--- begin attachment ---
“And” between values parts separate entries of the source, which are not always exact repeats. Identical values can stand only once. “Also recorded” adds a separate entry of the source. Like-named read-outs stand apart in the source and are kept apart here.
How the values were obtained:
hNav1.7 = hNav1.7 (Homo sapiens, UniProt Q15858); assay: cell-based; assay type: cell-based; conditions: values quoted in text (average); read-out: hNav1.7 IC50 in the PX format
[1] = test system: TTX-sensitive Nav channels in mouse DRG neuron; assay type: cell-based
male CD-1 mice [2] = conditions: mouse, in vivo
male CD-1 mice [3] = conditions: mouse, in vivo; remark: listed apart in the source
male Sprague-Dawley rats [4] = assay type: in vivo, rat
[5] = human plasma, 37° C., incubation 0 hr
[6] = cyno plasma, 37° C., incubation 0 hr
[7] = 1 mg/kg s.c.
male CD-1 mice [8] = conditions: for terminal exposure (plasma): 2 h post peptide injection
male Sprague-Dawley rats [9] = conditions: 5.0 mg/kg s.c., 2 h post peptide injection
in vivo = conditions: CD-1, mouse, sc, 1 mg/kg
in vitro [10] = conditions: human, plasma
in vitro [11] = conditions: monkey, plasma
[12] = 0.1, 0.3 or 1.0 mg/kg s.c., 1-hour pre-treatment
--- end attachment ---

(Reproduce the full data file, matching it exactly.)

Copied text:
“And” between values parts separate entries of the source, which are not always exact repeats. Identical values can stand only once. “Also recorded” adds a separate entry of the source. Like-named read-outs stand apart in the source and are kept apart here.
How the values were obtained:
hNav1.7 = hNav1.7 (Homo sapiens, UniProt Q15858); assay: cell-based; assay type: cell-based; conditions: values quoted in text (average); read-out: hNav1.7 IC50 in the PX format
[1] = test system: TTX-sensitive Nav channels in mouse DRG neuron; assay type: cell-based
male CD-1 mice [2] = conditions: mouse, in vivo
male CD-1 mice [3] = conditions: mouse, in vivo; remark: listed apart in the source
male Sprague-Dawley rats [4] = assay type: in vivo, rat
[5] = human plasma, 37° C., incubation 0 hr
[6] = cyno plasma, 37° C., incubation 0 hr
[7] = 1 mg/kg s.c.
male CD-1 mice [8] = conditions: for terminal exposure (plasma): 2 h post peptide injection
male Sprague-Dawley rats [9] = conditions: 5.0 mg/kg s.c., 2 h post peptide injection
in vivo = conditions: CD-1, mouse, sc, 1 mg/kg
in vitro [10] = conditions: human, plasma
in vitro [11] = conditions: monkey, plasma
[12] = 0.1, 0.3 or 1.0 mg/kg s.c., 1-hour pre-treatment